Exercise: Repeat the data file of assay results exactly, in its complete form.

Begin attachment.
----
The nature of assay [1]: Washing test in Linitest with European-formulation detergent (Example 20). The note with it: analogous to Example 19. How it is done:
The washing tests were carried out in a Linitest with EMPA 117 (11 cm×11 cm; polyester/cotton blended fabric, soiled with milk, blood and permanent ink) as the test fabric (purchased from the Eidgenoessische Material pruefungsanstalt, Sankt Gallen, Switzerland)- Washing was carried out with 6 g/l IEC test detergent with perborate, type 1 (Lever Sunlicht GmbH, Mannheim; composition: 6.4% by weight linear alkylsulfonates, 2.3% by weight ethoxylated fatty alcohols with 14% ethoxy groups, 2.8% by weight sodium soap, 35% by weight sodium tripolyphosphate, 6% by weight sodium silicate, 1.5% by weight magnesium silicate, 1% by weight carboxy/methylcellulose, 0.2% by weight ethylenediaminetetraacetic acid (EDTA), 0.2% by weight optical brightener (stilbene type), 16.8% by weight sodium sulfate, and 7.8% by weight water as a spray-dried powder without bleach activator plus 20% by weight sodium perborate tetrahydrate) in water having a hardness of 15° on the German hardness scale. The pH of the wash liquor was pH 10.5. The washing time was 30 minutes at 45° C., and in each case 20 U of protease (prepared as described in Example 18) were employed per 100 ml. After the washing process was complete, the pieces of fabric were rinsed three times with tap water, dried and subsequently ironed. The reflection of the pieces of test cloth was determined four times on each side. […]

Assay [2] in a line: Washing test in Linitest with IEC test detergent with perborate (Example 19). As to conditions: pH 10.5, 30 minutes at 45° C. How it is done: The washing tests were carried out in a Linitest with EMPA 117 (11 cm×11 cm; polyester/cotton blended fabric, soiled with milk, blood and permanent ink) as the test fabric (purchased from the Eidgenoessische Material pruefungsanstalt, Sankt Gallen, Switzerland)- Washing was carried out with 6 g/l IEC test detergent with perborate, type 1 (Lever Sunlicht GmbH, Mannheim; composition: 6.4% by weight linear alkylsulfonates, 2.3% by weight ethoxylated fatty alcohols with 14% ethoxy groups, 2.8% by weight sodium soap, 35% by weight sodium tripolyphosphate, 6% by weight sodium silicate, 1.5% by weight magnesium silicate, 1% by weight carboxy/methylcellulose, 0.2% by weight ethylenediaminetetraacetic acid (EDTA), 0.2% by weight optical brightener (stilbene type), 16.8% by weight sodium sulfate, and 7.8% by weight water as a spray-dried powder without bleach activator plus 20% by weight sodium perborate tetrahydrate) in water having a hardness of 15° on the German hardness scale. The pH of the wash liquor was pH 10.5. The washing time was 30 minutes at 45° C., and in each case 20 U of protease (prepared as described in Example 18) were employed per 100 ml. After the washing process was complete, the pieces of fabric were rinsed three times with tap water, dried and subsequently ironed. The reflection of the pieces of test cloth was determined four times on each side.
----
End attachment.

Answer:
The nature of assay [1]: Washing test in Linitest with European-formulation detergent (Example 20). The note with it: analogous to Example 19. How it is done:
The washing tests were carried out in a Linitest with EMPA 117 (11 cm×11 cm; polyester/cotton blended fabric, soiled with milk, blood and permanent ink) as the test fabric (purchased from the Eidgenoessische Material pruefungsanstalt, Sankt Gallen, Switzerland)- Washing was carried out with 6 g/l IEC test detergent with perborate, type 1 (Lever Sunlicht GmbH, Mannheim; composition: 6.4% by weight linear alkylsulfonates, 2.3% by weight ethoxylated fatty alcohols with 14% ethoxy groups, 2.8% by weight sodium soap, 35% by weight sodium tripolyphosphate, 6% by weight sodium silicate, 1.5% by weight magnesium silicate, 1% by weight carboxy/methylcellulose, 0.2% by weight ethylenediaminetetraacetic acid (EDTA), 0.2% by weight optical brightener (stilbene type), 16.8% by weight sodium sulfate, and 7.8% by weight water as a spray-dried powder without bleach activator plus 20% by weight sodium perborate tetrahydrate) in water having a hardness of 15° on the German hardness scale. The pH of the wash liquor was pH 10.5. The washing time was 30 minutes at 45° C., and in each case 20 U of protease (prepared as described in Example 18) were employed per 100 ml. After the washing process was complete, the pieces of fabric were rinsed three times with tap water, dried and subsequently ironed. The reflection of the pieces of test cloth was determined four times on each side. […]

Assay [2] in a line: Washing test in Linitest with IEC test detergent with perborate (Example 19). As to conditions: pH 10.5, 30 minutes at 45° C. How it is done: The washing tests were carried out in a Linitest with EMPA 117 (11 cm×11 cm; polyester/cotton blended fabric, soiled with milk, blood and permanent ink) as the test fabric (purchased from the Eidgenoessische Material pruefungsanstalt, Sankt Gallen, Switzerland)- Washing was carried out with 6 g/l IEC test detergent with perborate, type 1 (Lever Sunlicht GmbH, Mannheim; composition: 6.4% by weight linear alkylsulfonates, 2.3% by weight ethoxylated fatty alcohols with 14% ethoxy groups, 2.8% by weight sodium soap, 35% by weight sodium tripolyphosphate, 6% by weight sodium silicate, 1.5% by weight magnesium silicate, 1% by weight carboxy/methylcellulose, 0.2% by weight ethylenediaminetetraacetic acid (EDTA), 0.2% by weight optical brightener (stilbene type), 16.8% by weight sodium sulfate, and 7.8% by weight water as a spray-dried powder without bleach activator plus 20% by weight sodium perborate tetrahydrate) in water having a hardness of 15° on the German hardness scale. The pH of the wash liquor was pH 10.5. The washing time was 30 minutes at 45° C., and in each case 20 U of protease (prepared as described in Example 18) were employed per 100 ml. After the washing process was complete, the pieces of fabric were rinsed three times with tap water, dried and subsequently ironed. The reflection of the pieces of test cloth was determined four times on each side.